The most powerful word processor ever made gets easier to use with each new version. Word offers so many high-tech features that you may need to search for them—and fortunately, Word and the other apps now include a prominent feature-search field in the title bar. The new search bar also finds Help topics for any terms you enter. If, like most users, you can’t remember that the menus for editing headers and footers are on the Ribbon menu’s Insert tab, type Header into the feature-search field and Word will take you to the place in the Ribbon where you want to go.
There are some gaps, however. If you’re looking for the Master Document feature, which lets you build a large document from separately editable chapters, the feature-search field doesn’t find it unless you already know that you need to change the View setting from Print Layout to Outline first.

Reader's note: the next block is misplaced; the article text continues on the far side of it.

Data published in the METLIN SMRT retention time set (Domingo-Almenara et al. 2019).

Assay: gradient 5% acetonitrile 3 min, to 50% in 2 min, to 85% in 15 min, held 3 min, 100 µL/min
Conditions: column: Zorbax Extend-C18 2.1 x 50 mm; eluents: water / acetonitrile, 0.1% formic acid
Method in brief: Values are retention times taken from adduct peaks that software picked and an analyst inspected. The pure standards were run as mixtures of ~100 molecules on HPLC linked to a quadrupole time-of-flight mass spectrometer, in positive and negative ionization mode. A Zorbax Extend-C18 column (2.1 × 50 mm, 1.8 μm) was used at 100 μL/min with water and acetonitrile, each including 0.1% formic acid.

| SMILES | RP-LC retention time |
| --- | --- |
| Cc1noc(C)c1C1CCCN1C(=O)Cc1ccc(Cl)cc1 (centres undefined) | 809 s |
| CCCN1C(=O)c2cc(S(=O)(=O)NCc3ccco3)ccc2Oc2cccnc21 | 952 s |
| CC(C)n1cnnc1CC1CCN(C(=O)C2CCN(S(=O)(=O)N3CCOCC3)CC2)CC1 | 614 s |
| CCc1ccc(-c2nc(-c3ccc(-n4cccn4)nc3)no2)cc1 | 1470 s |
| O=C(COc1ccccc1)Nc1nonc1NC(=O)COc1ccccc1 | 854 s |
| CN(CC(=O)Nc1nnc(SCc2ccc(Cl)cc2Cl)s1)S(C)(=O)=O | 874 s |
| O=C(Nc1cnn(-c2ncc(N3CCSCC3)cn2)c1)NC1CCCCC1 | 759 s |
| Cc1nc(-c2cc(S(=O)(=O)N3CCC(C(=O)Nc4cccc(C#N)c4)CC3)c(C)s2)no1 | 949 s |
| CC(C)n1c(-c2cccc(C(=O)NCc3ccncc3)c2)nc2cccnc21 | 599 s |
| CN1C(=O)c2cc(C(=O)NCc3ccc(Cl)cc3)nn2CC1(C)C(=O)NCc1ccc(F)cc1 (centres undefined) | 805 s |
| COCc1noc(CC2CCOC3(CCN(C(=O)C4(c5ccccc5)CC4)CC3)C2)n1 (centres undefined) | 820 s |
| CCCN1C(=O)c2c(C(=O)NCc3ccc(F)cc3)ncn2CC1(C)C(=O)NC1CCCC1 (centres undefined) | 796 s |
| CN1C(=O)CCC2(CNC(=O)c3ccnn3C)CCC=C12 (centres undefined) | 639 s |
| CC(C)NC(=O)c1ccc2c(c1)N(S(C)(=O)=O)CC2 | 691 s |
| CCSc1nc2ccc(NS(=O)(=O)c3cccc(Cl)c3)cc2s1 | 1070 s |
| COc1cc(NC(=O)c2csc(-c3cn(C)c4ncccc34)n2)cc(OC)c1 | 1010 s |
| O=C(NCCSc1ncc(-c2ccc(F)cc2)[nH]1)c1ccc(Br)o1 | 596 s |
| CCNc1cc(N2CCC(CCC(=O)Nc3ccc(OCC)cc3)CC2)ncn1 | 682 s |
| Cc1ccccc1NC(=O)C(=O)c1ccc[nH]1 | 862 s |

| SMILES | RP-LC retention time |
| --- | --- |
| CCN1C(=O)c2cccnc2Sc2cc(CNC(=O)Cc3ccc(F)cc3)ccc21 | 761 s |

If you use a mouse, Word’s multiple-pane interface works beautifully: Just click in the Proofing pane and correct your spelling and grammar. But if you rely on the keyboard, it’s a real challenge to get to the Proofing pane and select the option you want. I still haven’t figured out how to use the keyboard to navigate the Proofing pane, as shown in the image below.
Such minor complaints aside, Word outclasses everything in competition in ways that benefit both beginners and advanced users. Beginners get to choose among thousands of elegant template designs downloadable directly from Word’s New menu. Advanced users get to use the most full-featured programming language in any word-processor, the same Visual Basic for Applications usable in Excel and PowerPoint. It’s not an easy language to learn, but anyone can learn the basics by recording a macro and then studying the resulting code in Word’s built-in Visual Basic editor. And if you can’t program Word to do what you want, you can probably find what you want in the many of macros others have posted online.